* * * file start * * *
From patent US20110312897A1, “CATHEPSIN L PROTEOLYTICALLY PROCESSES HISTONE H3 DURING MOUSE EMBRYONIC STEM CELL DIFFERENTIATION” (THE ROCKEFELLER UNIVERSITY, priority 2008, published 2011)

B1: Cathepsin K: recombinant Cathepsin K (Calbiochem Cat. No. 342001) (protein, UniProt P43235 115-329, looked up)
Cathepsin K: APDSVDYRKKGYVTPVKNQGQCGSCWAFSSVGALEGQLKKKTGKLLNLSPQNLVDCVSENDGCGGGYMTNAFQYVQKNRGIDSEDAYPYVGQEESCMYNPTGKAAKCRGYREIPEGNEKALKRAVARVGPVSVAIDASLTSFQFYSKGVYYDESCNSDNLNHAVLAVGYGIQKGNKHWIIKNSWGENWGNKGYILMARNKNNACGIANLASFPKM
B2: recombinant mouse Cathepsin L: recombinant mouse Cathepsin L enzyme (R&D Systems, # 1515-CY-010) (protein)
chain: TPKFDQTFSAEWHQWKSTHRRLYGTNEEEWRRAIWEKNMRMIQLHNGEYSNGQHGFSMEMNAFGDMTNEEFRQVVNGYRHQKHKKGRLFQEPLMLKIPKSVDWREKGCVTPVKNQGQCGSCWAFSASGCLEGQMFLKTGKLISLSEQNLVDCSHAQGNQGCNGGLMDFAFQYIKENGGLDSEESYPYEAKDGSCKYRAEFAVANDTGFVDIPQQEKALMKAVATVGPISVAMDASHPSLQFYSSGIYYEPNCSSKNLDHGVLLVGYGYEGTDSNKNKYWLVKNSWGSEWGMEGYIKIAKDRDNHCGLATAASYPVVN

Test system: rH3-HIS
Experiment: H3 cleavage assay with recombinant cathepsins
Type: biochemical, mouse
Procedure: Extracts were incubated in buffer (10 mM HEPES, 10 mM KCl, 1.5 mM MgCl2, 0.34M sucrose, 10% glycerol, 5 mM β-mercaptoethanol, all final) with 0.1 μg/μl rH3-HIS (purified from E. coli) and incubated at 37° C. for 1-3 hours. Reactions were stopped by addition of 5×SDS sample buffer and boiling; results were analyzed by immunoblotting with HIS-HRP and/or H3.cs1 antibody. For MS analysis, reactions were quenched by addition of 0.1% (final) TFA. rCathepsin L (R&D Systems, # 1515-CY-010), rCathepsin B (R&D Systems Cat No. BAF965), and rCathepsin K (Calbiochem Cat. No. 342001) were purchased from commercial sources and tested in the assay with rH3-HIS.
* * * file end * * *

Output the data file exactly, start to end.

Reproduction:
From patent US20110312897A1, “CATHEPSIN L PROTEOLYTICALLY PROCESSES HISTONE H3 DURING MOUSE EMBRYONIC STEM CELL DIFFERENTIATION” (THE ROCKEFELLER UNIVERSITY, priority 2008, published 2011)

B1: Cathepsin K: recombinant Cathepsin K (Calbiochem Cat. No. 342001) (protein, UniProt P43235 115-329, looked up)
Cathepsin K: APDSVDYRKKGYVTPVKNQGQCGSCWAFSSVGALEGQLKKKTGKLLNLSPQNLVDCVSENDGCGGGYMTNAFQYVQKNRGIDSEDAYPYVGQEESCMYNPTGKAAKCRGYREIPEGNEKALKRAVARVGPVSVAIDASLTSFQFYSKGVYYDESCNSDNLNHAVLAVGYGIQKGNKHWIIKNSWGENWGNKGYILMARNKNNACGIANLASFPKM
B2: recombinant mouse Cathepsin L: recombinant mouse Cathepsin L enzyme (R&D Systems, # 1515-CY-010) (protein)
chain: TPKFDQTFSAEWHQWKSTHRRLYGTNEEEWRRAIWEKNMRMIQLHNGEYSNGQHGFSMEMNAFGDMTNEEFRQVVNGYRHQKHKKGRLFQEPLMLKIPKSVDWREKGCVTPVKNQGQCGSCWAFSASGCLEGQMFLKTGKLISLSEQNLVDCSHAQGNQGCNGGLMDFAFQYIKENGGLDSEESYPYEAKDGSCKYRAEFAVANDTGFVDIPQQEKALMKAVATVGPISVAMDASHPSLQFYSSGIYYEPNCSSKNLDHGVLLVGYGYEGTDSNKNKYWLVKNSWGSEWGMEGYIKIAKDRDNHCGLATAASYPVVN

Test system: rH3-HIS
Experiment: H3 cleavage assay with recombinant cathepsins
Type: biochemical, mouse
Procedure: Extracts were incubated in buffer (10 mM HEPES, 10 mM KCl, 1.5 mM MgCl2, 0.34M sucrose, 10% glycerol, 5 mM β-mercaptoethanol, all final) with 0.1 μg/μl rH3-HIS (purified from E. coli) and incubated at 37° C. for 1-3 hours. Reactions were stopped by addition of 5×SDS sample buffer and boiling; results were analyzed by immunoblotting with HIS-HRP and/or H3.cs1 antibody. For MS analysis, reactions were quenched by addition of 0.1% (final) TFA. rCathepsin L (R&D Systems, # 1515-CY-010), rCathepsin B (R&D Systems Cat No. BAF965), and rCathepsin K (Calbiochem Cat. No. 342001) were purchased from commercial sources and tested in the assay with rH3-HIS.